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The Teak Lady

“The Teak Lady”

Previously known as the TRITON

Notes provided by Bob Cole of Port Alberni.

The Port Alberni Maritime Heritage Society's involvement with a boat called the TRITON and affectionately known as the “Teak Lady “, on Sproat Lake actually began on November 21, 2019 at a Maritime Heritage “Old Salts Night” sponsored by PAMHS. It was at that time that Mr. Bob Cole presented the TRITON/ “Teak Lady” as being made of all teak, high speed, stepped hull with a false deck and cockpit designed to resemble a Chinese fishing boat capable of hiding British assault troops for the Shanghai War effort between the Chinese and the Japanese.

The boat was built in Hong Kong in 1924 at the A King Shipyard as the first of 30 commissioned by King George V. They had only built six by the time the China issue ended to the British and the rest were never built. Two of the six were sold and shipped to North America. One was sold to someone in Los Angeles and the other to the McAlpine family in Vancouver.

Al Manning, the owner of Sproat Lake Sawmills bought the TRITON from the McAlpines and brought it to Sproat Lake in the late 1940's to be used on the lake to push or pull logs as a boom boat and to move crews around the lake. The boat had an inboard motor, prop shaft style, with high speed but didn't do the job they thought it would so he had it hauled out and put in his big shop on Salal Rd. Sproat Lake to have the inboard removed, the transom cut down and prepped to have one of those new “outboard” motors installed. Bruce Lord and Dave Blelloch, his wood working foreman, started the project and removed the running gear and cut down the transom adding an outboard from John Sangster and Sons in Vancouver. The early outboards, however, were not very reliable and the engine was soon returned. George Dingsdale of Port Alberni modified the boat to accommodate a four cylinder Buchanan inboard and the boat was used on Sproat Lake for ten years.

Sproat Lake Sawmills and their timber rights were sold to Bloedel, Stewart and Welsh and the Manning properties including Fossli Park, the Bomber Base and the Lakeshore property where the TRITON was still stored were sold to private interests including his sister, Helen Ford, his manager, Dave Belloch, and others. In the early “50”s” the boat was stored in the building behind Dave Blelloch's house near an old mill site (presently the flying tanker base). The inboard was removed and the boat was revamped once again to outboard. The TRITON never saw water again and remained stored for almost thirty years.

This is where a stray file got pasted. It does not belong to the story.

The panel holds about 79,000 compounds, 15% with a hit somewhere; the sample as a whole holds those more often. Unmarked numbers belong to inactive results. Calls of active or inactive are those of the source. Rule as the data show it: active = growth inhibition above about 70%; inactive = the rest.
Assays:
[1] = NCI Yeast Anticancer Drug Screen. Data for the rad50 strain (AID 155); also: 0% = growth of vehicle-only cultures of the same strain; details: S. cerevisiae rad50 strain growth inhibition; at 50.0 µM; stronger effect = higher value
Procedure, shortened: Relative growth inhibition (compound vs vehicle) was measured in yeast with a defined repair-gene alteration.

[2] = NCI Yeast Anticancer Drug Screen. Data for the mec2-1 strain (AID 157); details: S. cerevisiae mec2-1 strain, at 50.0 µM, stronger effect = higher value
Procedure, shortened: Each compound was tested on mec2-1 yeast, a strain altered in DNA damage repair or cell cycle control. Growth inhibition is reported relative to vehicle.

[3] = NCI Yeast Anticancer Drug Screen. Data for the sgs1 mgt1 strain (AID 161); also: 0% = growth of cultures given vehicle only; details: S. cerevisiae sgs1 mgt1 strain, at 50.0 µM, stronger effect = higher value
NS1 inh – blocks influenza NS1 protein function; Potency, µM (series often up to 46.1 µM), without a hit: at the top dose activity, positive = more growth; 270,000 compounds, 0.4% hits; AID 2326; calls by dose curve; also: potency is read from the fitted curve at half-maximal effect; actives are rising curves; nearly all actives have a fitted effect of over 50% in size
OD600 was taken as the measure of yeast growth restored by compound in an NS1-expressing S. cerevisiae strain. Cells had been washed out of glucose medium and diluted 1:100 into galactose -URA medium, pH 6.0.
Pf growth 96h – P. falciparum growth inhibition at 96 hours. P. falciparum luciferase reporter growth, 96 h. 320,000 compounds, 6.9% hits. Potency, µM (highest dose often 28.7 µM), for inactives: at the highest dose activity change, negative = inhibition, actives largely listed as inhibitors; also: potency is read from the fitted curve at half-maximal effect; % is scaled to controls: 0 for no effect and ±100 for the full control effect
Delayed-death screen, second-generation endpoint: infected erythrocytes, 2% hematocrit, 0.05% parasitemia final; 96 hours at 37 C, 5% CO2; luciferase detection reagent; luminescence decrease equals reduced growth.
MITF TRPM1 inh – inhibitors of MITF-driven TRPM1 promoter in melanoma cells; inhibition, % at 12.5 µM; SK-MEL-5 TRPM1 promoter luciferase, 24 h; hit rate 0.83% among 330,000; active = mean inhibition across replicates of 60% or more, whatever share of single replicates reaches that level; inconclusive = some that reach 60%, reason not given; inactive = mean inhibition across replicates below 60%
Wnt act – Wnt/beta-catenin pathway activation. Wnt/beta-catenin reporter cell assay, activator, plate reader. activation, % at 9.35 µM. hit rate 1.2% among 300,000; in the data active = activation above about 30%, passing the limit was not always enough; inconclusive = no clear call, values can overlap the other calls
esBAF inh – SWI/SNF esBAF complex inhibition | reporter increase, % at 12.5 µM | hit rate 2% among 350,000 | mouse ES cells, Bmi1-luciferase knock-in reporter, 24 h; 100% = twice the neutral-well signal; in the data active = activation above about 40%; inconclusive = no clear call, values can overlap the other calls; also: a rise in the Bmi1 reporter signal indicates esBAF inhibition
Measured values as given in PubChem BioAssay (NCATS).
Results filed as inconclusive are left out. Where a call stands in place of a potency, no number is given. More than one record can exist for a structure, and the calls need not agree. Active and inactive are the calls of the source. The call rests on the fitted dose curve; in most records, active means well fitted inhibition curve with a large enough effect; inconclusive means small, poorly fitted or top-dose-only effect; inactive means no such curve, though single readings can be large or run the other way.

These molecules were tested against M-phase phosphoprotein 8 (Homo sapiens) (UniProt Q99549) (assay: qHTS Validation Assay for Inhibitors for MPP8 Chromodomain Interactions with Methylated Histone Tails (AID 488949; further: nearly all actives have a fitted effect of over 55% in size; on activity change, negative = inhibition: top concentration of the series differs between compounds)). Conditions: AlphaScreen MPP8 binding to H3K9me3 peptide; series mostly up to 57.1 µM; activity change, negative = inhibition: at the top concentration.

Bob Cole indicates in his notes that when he and Eric Sorenson were kids they used to sneak into the old shop and play sea captain on the TRITON. Flash forward 30 years to 1985 when a local scout leader named Don Cooper walked into the Port Boat House shop owned by Bob Cole on 3rd Ave at the time and asked Bob if he knew of anyone looking to buy a wooden cabin cruiser for $500.00. Don indicated that the funds would go to the Boy Scouts. Don and Bob went out past Beaver Creek school to a field and there, underneath a maple tree, covered and full of leaves going back five to ten years lay the TRITON. Bob's first reaction to a wooden boat laying on the dirt for that many years wouldn't be worth even a match. On closer inspection, however, he found it to be sound, probably due to the quality of teak used to build it. It became readily apparent that the Boy Scouts had disassembled all the hardware and stripped it down to refinish it but that was a few years earlier and some of the custom bronze hardware had been lost.

In 1987, while visiting Hong Kong, Bob showed the builders plate to a taxi driver who then took him to the old causeway slipway where he met a 97 year old Chinese gentleman named Leung Kwai Wing who lived above the old closed stores warehouse and office. Mr. Wing indicated he was the original builder but with the closing of the boatyard his sons got into high speed charter boats called King 7, King 10 etc. At the time, Lueing Wing thought Lycoming was the original power for the boat. Mr. Wing explained that the reason the boat had not rotted was due to the fact that in the 1920's and 30's the teak they used was tight grain and hand selected from original old growth teak from mainland China; not the newer Baltic Fir and rapid growth teak that was used in later years by all boat builders. This unique, all teak, board and batten construction is still sound 90 years later and relatively water tight for the most part The teak boards from which many of the one piece stem to stern planks were cut, originated from 14 inch wide, 20 foot long pieces of clear teak.

As of February 2020 the boat has all but two piece's of teak running stem to stern with clear teak planks done in a board and internal batten planking with copper rivet nails and screws. After all these years there are some areas which need repair but they are doable and hopefully PAMHS can accomplish this now that the Board has agreed to accept it. This approval came out of a visit with Bob Cole on January 24/2020 and on February 10/2020 Don Kimura, Marine Surveyor provided us with a recommendation so the PAMHS could issue a charitable tax receipt to Bob for his donation of the Teak Lady to PAMHS.

Thank you to Bob for his donation of the “Teak Lady” originally known as the TRITON and for the notes and pictures he provided so PAMHS could note its history.

Kenn Whiteman for PAMHS

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